Washington hunters reminded to be aware of noxious weeds
October 19, 2017
As hunters head into the backcountry this fall, several state agencies are asking them to watch out for noxious weeds, to report any they find and to take easy steps to prevent their spread.
The Washington Invasive Species Council, Washington State Noxious Weed Control Board, Washington State Department of Agriculture and Washington State Department of Fish and Wildlife are reminding hunters that boots and equipment that might carry noxious weed seeds could spread these destructive plants to new areas, damaging habitat and leading to poor conditions for wildlife. Hunters are asked to clean their boots and gear and also to report any noxious weeds they find to help the State inventory these species – especially new infestations.
“It is everyone’s responsibility to help protect the backcountry and wildlife from the devastating impacts of invasive, noxious weeds,” said Alison Halpern, executive secretary for the Washington State Noxious Weed Control Board. “Brushing off your boots and gear takes just a few minutes but has such lasting effects by preventing further spread of invasive species.”
Some of what makes invasive plants and noxious weeds so damaging is that they replace native plants, which can be important food for game species. In some instances, wildlife have been known to move to new locations after an expansion of invasive plants.
To protect the landscape and game animals, hunters are asked to clean all mud, seeds and propagating plant parts from boots, vehicles and equipment before entering the backcountry so that invasive plants from their homes are not accidentally introduced to the backcountry. Everything should again be cleaned before leaving the backcountry.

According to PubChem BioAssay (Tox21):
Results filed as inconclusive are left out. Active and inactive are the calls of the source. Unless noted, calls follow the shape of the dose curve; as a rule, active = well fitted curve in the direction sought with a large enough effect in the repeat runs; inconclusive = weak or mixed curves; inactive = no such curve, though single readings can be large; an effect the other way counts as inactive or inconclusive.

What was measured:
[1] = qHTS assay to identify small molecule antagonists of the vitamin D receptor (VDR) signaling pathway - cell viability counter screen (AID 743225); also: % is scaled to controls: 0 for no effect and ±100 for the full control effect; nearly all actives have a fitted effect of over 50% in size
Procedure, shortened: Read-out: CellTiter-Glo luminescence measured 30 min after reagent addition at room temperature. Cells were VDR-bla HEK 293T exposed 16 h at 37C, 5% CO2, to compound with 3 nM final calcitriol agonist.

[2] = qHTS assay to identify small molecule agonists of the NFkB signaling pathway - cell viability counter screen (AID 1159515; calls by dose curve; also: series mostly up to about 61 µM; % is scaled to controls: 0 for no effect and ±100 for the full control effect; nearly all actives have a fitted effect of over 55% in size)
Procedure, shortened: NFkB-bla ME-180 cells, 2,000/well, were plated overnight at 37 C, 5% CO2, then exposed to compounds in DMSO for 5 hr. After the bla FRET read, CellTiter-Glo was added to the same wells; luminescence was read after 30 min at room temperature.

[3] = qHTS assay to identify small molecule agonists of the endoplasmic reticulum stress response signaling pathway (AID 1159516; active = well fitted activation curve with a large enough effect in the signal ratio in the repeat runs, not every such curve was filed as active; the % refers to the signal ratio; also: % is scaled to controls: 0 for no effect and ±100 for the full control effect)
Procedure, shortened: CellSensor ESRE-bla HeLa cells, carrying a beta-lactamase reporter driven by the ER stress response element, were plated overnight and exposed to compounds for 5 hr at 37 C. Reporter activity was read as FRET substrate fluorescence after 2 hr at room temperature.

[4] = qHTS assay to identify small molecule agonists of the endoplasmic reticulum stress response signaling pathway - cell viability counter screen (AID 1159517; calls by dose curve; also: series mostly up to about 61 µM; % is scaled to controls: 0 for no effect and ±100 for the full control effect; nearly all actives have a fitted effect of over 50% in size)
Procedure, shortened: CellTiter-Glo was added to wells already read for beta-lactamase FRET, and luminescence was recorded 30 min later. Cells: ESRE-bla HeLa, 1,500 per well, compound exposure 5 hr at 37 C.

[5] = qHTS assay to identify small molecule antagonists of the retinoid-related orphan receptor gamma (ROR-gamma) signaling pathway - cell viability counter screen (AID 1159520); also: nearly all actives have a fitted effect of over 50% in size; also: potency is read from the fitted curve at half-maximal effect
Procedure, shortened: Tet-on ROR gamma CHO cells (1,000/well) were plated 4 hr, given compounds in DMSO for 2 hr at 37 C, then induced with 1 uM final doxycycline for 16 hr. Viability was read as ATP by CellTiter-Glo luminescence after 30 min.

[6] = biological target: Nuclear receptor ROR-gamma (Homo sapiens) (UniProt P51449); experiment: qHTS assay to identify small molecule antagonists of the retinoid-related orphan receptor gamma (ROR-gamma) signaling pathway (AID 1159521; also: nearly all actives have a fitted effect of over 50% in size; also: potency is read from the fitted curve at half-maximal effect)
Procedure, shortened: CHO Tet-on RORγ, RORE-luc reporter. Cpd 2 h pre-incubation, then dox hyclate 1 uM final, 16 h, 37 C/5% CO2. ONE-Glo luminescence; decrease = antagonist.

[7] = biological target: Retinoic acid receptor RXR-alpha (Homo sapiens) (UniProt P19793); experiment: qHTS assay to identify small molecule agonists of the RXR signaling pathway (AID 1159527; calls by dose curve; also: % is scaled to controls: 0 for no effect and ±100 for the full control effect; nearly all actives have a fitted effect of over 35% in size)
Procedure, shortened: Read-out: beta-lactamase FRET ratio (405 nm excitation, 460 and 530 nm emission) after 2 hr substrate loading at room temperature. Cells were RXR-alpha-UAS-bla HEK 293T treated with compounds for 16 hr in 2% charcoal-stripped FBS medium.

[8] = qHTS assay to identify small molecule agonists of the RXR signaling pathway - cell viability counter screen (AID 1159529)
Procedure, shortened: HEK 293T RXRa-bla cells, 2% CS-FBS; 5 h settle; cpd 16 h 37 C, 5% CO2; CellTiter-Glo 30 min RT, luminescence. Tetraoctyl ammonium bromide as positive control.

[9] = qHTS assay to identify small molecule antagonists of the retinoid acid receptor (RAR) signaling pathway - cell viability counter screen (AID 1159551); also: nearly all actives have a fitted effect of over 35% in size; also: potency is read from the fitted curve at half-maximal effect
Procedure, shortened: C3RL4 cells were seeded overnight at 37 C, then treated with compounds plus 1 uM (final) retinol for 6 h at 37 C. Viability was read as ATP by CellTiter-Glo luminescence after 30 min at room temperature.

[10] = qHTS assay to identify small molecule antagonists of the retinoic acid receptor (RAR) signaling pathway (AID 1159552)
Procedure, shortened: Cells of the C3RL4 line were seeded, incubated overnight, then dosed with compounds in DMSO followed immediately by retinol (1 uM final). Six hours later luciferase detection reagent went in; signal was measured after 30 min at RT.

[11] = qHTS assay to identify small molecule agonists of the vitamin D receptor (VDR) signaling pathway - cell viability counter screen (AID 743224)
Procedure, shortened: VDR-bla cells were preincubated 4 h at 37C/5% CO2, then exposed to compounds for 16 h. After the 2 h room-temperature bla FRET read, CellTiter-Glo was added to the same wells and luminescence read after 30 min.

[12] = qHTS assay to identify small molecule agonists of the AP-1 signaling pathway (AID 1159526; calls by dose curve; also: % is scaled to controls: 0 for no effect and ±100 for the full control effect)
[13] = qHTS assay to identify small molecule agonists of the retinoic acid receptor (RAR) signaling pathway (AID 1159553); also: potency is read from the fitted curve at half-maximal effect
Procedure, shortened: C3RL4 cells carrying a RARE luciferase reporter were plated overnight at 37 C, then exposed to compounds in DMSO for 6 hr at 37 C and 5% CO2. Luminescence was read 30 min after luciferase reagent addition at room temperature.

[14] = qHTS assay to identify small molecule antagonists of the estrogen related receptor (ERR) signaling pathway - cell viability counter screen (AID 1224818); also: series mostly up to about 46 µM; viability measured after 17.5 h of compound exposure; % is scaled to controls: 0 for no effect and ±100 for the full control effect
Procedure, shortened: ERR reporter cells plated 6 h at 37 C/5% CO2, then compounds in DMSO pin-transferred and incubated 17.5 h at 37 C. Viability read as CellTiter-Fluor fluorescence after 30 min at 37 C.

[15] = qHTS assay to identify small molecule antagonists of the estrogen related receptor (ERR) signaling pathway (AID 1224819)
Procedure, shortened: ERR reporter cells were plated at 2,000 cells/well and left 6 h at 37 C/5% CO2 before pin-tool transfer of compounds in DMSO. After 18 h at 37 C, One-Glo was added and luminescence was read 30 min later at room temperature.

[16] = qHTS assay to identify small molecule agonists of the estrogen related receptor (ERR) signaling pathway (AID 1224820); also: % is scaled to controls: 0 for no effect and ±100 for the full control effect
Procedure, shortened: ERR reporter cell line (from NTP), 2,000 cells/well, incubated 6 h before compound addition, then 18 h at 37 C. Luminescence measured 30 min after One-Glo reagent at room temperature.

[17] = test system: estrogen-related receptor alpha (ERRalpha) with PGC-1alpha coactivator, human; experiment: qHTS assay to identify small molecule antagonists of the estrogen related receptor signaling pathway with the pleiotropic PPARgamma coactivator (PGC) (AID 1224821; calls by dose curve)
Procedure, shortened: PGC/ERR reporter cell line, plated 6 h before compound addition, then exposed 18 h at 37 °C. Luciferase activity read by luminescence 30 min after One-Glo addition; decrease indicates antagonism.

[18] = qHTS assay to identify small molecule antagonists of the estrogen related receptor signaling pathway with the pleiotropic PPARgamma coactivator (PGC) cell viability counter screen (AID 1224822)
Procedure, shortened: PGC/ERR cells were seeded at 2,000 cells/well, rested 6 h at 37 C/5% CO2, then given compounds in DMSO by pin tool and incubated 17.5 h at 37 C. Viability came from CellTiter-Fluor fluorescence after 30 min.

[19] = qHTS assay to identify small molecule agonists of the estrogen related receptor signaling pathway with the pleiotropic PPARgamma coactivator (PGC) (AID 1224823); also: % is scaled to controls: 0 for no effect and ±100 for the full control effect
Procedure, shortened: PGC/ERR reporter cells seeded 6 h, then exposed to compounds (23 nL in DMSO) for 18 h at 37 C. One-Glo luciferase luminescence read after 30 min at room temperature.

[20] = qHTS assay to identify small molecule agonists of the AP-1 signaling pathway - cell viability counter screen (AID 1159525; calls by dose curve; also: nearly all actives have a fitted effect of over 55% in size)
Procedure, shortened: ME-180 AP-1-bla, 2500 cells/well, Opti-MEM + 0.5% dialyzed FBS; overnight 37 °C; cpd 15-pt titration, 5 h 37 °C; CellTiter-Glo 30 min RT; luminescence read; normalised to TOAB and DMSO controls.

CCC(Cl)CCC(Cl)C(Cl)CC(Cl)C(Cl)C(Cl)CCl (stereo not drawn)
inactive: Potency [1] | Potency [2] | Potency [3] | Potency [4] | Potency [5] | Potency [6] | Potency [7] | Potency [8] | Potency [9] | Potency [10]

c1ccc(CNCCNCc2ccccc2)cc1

“The last thing you want is to introduce a problem plant to your own yard that you picked up while hunting,” said Justin Bush, executive coordinator for the Washington Invasive Species Council. “The importance of cleaning boots and equipment cannot be understated. As a personal example, a hunting companion introduced poison hemlock to his yard after a bird hunting trip we took in 2015. Luckily, a friend sent me a photo and request to identify the plant before his mother picked the flower for a dinner table bouquet. Gone differently, someone could have been poisoned.”
Simple actions like using a boot brush before and after hunting, or cleaning equipment and tires cannot only protect the landscape, but also ensure that wildlife is abundant and available for harvest.
Before hunting, spend some time becoming familiar with noxious weeds by vising http://www.nwcb.wa.gov. If one of these species is spotted while hunting, report it, (http://www.invasivespecies.wa.gov/report.shtml) using the WA Invasive mobile app or online reporting form. Or take a Global Positioning System (GPS) point and photograph and e-mail it to firstname.lastname@example.org. Never assume that landowners or managers know about the issue, your help will be very much appreciated.
“Prevent the introduction and spread of noxious weeds. It’s far less expensive than trying to remove species once they arrive,” Bush said. “If you value the experience of hunting, quality habitat and abundant wildlife then take a few minutes to preserve it.”